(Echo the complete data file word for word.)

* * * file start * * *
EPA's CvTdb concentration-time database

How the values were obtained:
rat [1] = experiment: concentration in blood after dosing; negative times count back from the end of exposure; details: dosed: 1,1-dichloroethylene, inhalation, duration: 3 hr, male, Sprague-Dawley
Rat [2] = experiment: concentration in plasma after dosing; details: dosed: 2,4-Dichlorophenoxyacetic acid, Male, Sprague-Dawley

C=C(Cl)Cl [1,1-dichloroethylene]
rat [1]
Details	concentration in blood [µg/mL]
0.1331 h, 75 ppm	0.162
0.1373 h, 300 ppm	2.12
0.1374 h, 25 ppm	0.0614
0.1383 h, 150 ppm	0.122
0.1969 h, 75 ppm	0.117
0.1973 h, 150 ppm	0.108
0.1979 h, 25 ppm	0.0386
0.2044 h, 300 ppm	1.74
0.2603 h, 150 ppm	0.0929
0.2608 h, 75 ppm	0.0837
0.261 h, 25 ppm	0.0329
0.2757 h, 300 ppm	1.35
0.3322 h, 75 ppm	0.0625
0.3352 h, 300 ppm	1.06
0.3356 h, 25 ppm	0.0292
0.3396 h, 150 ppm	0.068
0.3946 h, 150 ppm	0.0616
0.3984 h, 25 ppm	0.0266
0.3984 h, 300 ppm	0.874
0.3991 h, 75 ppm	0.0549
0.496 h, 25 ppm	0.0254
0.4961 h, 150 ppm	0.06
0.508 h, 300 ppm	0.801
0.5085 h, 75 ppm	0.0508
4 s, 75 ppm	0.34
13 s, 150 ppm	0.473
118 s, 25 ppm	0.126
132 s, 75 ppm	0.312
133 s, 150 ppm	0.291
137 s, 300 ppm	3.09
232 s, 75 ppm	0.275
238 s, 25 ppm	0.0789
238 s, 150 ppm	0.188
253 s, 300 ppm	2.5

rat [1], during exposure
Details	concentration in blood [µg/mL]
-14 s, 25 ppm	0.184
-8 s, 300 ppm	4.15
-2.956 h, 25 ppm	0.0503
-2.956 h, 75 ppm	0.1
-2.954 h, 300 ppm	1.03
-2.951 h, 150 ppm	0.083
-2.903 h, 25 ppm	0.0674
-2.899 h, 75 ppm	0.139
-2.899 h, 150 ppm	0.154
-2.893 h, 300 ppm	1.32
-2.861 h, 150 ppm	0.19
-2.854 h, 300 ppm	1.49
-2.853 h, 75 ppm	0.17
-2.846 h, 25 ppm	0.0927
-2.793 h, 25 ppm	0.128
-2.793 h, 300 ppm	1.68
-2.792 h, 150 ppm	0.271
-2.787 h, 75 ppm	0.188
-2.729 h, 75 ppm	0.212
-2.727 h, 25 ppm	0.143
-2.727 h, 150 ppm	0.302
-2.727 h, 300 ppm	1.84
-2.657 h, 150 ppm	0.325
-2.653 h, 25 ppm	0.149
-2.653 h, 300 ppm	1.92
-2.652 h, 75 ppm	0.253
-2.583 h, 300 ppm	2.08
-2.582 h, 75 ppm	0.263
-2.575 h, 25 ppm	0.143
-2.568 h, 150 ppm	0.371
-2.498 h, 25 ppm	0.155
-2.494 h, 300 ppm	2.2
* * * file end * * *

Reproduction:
EPA's CvTdb concentration-time database

How the values were obtained:
rat [1] = experiment: concentration in blood after dosing; negative times count back from the end of exposure; details: dosed: 1,1-dichloroethylene, inhalation, duration: 3 hr, male, Sprague-Dawley
Rat [2] = experiment: concentration in plasma after dosing; details: dosed: 2,4-Dichlorophenoxyacetic acid, Male, Sprague-Dawley

C=C(Cl)Cl [1,1-dichloroethylene]
rat [1]
Details	concentration in blood [µg/mL]
0.1331 h, 75 ppm	0.162
0.1373 h, 300 ppm	2.12
0.1374 h, 25 ppm	0.0614
0.1383 h, 150 ppm	0.122
0.1969 h, 75 ppm	0.117
0.1973 h, 150 ppm	0.108
0.1979 h, 25 ppm	0.0386
0.2044 h, 300 ppm	1.74
0.2603 h, 150 ppm	0.0929
0.2608 h, 75 ppm	0.0837
0.261 h, 25 ppm	0.0329
0.2757 h, 300 ppm	1.35
0.3322 h, 75 ppm	0.0625
0.3352 h, 300 ppm	1.06
0.3356 h, 25 ppm	0.0292
0.3396 h, 150 ppm	0.068
0.3946 h, 150 ppm	0.0616
0.3984 h, 25 ppm	0.0266
0.3984 h, 300 ppm	0.874
0.3991 h, 75 ppm	0.0549
0.496 h, 25 ppm	0.0254
0.4961 h, 150 ppm	0.06
0.508 h, 300 ppm	0.801
0.5085 h, 75 ppm	0.0508
4 s, 75 ppm	0.34
13 s, 150 ppm	0.473
118 s, 25 ppm	0.126
132 s, 75 ppm	0.312
133 s, 150 ppm	0.291
137 s, 300 ppm	3.09
232 s, 75 ppm	0.275
238 s, 25 ppm	0.0789
238 s, 150 ppm	0.188
253 s, 300 ppm	2.5

rat [1], during exposure
Details	concentration in blood [µg/mL]
-14 s, 25 ppm	0.184
-8 s, 300 ppm	4.15
-2.956 h, 25 ppm	0.0503
-2.956 h, 75 ppm	0.1
-2.954 h, 300 ppm	1.03
-2.951 h, 150 ppm	0.083
-2.903 h, 25 ppm	0.0674
-2.899 h, 75 ppm	0.139
-2.899 h, 150 ppm	0.154
-2.893 h, 300 ppm	1.32
-2.861 h, 150 ppm	0.19
-2.854 h, 300 ppm	1.49
-2.853 h, 75 ppm	0.17
-2.846 h, 25 ppm	0.0927
-2.793 h, 25 ppm	0.128
-2.793 h, 300 ppm	1.68
-2.792 h, 150 ppm	0.271
-2.787 h, 75 ppm	0.188
-2.729 h, 75 ppm	0.212
-2.727 h, 25 ppm	0.143
-2.727 h, 150 ppm	0.302
-2.727 h, 300 ppm	1.84
-2.657 h, 150 ppm	0.325
-2.653 h, 25 ppm	0.149
-2.653 h, 300 ppm	1.92
-2.652 h, 75 ppm	0.253
-2.583 h, 300 ppm	2.08
-2.582 h, 75 ppm	0.263
-2.575 h, 25 ppm	0.143
-2.568 h, 150 ppm	0.371
-2.498 h, 25 ppm	0.155
-2.494 h, 300 ppm	2.2